The strongest quake had a magnitude of 6.2 and hit just off Miyake island Wednesday evening at a depth of 12 miles, Japan's Meteorological Agency said. About 20 smaller temblors, half of them strong enough to be felt by humans, were recorded in the area throughout the day.

    Tokyo police said the strongest quake left three people with minor injuries. A man in his 40s suffered cuts from broken pieces of glass, and two elderly people at a nursing home sustained bruises from falling. The magnitude-6.2 quake also knocked down a concrete wall at a house and triggered several small landslides around the island, police said.

    "We've had moderate shakings repeatedly since this morning, and the one in the evening was surprisingly strong. Some things fell to the floor," said Miyake village official Naonobu Hayakawa.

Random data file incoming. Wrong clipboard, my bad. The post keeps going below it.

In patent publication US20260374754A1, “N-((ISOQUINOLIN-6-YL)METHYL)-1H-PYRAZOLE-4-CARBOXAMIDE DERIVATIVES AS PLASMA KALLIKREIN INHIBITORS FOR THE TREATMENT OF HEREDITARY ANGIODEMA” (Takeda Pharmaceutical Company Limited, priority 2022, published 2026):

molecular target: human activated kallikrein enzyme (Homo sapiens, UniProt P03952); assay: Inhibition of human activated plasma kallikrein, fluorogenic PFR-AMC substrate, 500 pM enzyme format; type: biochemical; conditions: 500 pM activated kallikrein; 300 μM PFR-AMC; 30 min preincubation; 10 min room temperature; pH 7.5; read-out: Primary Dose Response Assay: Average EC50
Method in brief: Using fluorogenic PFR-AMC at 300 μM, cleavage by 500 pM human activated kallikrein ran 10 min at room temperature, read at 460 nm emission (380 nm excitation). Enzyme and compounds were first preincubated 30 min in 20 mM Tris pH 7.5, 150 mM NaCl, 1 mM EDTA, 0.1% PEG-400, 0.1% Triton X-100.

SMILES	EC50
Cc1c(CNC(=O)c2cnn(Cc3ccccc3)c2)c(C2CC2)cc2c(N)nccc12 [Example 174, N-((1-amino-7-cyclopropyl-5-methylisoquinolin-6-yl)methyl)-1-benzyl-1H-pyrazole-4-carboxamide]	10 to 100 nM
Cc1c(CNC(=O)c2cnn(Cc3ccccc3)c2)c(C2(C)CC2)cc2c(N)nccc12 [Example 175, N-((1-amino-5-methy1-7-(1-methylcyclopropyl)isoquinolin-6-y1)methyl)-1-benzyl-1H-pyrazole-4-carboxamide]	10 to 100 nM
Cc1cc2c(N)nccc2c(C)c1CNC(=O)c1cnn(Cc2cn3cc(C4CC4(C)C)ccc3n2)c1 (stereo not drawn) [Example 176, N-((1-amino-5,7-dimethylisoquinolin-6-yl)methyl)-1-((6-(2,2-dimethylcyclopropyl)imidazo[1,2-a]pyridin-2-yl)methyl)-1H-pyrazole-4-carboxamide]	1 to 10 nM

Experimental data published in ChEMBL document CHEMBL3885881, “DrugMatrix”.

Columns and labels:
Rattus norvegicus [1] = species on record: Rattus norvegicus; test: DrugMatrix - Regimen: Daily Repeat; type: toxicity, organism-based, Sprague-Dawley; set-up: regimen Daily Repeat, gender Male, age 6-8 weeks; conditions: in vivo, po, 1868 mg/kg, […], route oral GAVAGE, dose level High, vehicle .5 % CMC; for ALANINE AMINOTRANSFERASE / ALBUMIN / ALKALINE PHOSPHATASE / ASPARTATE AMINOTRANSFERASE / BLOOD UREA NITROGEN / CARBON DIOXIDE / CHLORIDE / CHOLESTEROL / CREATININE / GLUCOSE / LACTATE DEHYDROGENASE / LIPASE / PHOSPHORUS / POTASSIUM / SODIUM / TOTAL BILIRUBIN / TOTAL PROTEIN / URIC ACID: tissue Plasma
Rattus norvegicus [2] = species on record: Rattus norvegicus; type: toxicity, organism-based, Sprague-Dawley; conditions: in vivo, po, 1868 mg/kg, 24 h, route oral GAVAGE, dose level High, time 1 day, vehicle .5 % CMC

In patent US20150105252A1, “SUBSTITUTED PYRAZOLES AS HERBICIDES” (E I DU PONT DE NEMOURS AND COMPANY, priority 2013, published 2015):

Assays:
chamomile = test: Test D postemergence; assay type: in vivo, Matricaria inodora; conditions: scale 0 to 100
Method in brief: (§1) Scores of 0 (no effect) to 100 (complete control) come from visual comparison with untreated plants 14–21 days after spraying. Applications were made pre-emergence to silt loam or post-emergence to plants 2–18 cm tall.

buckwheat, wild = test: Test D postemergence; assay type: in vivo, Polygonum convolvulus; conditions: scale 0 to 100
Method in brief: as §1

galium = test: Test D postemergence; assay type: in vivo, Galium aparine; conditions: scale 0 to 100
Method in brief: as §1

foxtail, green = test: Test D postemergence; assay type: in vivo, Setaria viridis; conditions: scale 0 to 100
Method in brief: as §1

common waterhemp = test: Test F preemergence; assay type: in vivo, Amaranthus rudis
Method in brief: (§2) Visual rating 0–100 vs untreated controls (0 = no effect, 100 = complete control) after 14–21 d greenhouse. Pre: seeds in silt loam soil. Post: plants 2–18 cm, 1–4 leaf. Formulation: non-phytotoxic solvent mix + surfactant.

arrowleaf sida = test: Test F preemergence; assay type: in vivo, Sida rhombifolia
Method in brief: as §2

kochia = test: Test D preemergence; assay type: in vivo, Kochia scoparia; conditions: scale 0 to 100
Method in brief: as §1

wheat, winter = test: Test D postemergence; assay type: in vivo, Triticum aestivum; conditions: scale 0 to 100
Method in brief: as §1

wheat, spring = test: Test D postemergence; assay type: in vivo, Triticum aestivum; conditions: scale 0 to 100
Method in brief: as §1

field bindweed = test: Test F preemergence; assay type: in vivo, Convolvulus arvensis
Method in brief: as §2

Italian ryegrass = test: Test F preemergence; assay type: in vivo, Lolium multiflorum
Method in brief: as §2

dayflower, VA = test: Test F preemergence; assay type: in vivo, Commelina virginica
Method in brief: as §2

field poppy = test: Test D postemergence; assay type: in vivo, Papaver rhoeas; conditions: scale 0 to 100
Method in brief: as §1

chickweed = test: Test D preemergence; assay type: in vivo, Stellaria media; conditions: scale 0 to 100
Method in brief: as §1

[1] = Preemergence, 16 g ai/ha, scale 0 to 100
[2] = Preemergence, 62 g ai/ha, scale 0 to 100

The Meteorological Agency said it detected no significant elevation in the island's volcanic activity and that there was no danger of a tsunami.

    The volcano, located 110 miles south of Tokyo, most recently erupted in 2000, forcing all 3,000 of the island's residents to evacuate for five years.

    A magnitude-5.8 quake struck Wednesday night off the coast of Miyagi in northern Japan, shaking large parts of the area devastated by the March 2011 earthquake and tsunami. There were no immediate reports of injuries or damage from the quake in the north. No abnormalities were reported at nuclear power plants in the region, including the crippled Fukushima Dai-ichi plant, public broadcaster NHK said.

    RELATED ON SKYE: Breathtaking Volcanic Eruptions Seen from Space